Posts tagged Production Features
One of the biggest challenges when developing applications for the web is to understand how they need to be fine-tuned when releasing them into a production environment. This is no exception for Java Enterprise applications deployed on a Payara Server installation.
Running a Payara Server setup is simple: download the current distribution suited for your needs (full, web); head to the /bin folder and start the default domain (domain1)! However, keep in mind that this default domain is tailored for development purposes (a trait inherited from GlassFish Server Open Source). When developing a web application, it’s better to quickly code features, deploy them quickly, test it, un-deploy (or redeploy) it and continue with the next set of features until a stable state is reached.
Back in 2016, we wrote about the importance of automation in taking applications from development to production with Payara Server. Since then, there have been a lot of changes both in Payara Server and Payara Micro and the wider tech landscape.
In the last few weeks, we have released two builds of Payara Server; our new major version 172 and third patch build of version 171 - 171.3. This is the first time we've ever released two distinct builds in the same month, so why are we doing it?
Kick-starting yet another year, we are pleased to announce our largest release yet - Payara Server 184.108.40.206. Building on a year's worth of updates and improvements, in this release, you can find 18 brand new features and over 60 new fixes and enhancements for Payara Server & Payara Micro! Given the size of the additions, look out for detailed blogs in the near future. For now, check out below for a summary of the changes in 171 release, and have a look at the full release notes.
Another quarter, another release! After an eventful 2016, November brings with it the final release of the year for Payara Server. This year, we've seen new services like Request Tracing and Health Check added, as well as the Slow SQL logger and SQL Trace Listeners. Revisiting the version of the documentation from 1 year ago and comparing the amount we have added since then is, frankly, astonishing!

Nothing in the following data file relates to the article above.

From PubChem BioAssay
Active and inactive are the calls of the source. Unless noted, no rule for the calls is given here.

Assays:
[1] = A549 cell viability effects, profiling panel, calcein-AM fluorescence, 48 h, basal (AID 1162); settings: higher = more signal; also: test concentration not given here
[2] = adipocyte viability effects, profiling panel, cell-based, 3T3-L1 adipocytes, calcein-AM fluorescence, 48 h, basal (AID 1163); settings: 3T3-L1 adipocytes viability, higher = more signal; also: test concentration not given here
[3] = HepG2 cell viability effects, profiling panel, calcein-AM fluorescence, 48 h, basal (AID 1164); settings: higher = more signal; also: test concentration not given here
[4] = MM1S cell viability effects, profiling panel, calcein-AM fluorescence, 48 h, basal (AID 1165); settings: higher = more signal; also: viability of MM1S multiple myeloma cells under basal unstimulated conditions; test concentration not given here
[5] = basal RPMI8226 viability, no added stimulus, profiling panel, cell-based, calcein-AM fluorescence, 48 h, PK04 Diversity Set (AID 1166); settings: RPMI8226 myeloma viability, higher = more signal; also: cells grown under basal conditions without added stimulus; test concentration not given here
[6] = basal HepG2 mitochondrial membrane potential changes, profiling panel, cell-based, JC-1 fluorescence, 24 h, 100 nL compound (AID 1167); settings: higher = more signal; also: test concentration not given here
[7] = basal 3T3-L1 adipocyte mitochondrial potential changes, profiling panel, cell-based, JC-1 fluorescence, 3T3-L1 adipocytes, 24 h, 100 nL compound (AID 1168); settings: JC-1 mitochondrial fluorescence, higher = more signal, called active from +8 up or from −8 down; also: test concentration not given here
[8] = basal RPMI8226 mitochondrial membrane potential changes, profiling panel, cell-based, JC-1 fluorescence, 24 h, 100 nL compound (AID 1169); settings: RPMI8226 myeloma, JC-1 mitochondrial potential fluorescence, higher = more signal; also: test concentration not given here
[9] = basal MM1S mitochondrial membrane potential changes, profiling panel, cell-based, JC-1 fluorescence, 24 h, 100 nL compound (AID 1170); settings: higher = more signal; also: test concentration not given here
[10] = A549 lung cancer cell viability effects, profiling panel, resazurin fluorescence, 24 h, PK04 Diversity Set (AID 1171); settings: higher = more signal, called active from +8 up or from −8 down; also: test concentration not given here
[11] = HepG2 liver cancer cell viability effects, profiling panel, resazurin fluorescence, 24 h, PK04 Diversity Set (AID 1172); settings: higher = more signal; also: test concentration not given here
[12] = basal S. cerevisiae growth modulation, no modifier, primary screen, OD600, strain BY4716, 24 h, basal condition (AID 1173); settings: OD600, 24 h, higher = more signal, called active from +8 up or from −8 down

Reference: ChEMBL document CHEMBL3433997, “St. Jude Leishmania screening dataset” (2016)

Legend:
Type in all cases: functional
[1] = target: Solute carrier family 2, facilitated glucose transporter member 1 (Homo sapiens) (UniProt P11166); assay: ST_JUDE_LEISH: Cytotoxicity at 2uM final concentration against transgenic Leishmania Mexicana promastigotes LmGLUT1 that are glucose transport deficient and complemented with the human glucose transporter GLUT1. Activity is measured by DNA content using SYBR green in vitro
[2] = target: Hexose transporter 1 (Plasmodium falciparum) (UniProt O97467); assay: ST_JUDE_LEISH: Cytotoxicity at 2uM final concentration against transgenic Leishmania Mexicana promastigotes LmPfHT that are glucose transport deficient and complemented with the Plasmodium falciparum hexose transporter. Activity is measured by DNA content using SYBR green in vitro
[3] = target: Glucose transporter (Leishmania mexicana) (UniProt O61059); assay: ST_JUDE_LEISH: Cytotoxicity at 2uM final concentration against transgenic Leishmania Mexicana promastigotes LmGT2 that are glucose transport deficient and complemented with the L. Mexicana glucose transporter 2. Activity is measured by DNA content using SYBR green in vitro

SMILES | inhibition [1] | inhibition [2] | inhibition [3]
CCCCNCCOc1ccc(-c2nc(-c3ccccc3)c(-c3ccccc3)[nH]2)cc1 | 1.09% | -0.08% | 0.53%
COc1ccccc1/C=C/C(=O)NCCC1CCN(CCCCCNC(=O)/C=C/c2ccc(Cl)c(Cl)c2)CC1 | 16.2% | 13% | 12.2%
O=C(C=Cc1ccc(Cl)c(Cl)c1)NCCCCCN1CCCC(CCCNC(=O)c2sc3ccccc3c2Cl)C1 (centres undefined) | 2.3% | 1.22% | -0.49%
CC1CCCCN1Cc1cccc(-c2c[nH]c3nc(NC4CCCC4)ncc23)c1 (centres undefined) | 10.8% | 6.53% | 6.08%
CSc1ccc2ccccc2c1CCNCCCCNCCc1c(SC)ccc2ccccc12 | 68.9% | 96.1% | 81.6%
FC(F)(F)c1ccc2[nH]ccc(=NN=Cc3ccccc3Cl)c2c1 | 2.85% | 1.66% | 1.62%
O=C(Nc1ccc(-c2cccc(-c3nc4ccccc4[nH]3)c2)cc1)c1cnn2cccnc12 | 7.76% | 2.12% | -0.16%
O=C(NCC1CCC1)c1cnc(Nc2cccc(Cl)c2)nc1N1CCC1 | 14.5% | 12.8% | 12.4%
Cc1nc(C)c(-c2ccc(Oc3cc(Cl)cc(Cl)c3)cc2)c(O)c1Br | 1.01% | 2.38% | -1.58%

Despite a bumper year for both new features and bug fixes, work continues apace! Below is a short summary of some of the things to look out for in a release that caps an incredible 12 months.
TIP: Don't deploy any apps to the DAS in production!
As is the case with all my stories, this one began at a customer site. They had an old app they were migrating from GlassFish 3.1.2 to the latest version of Payara Blue. They'd called me in because they wanted to benchmark performance of the new version of Payara Blue on AIX against their existing GlassFish 3.1.2, also on AIX, as well as against a recent version of JBoss (I'm unsure of the version, though I know it was deployed on Windows).
Payara Micro is packed with most of the features and APIs that come with Payara Server Full Profile even though it doesn't entirely support whole Jakarta EE Full Profile. As an example, Payara Micro supports persistent EJB Timers, which are only required by the Jakarta EE Full Profile and not by the Web Profile. In Payara Micro, it's possible to use persistent EJB Timers, which are stored across your micro instances inside the distributed data grid as long as at least one instance in the data grid is up and running.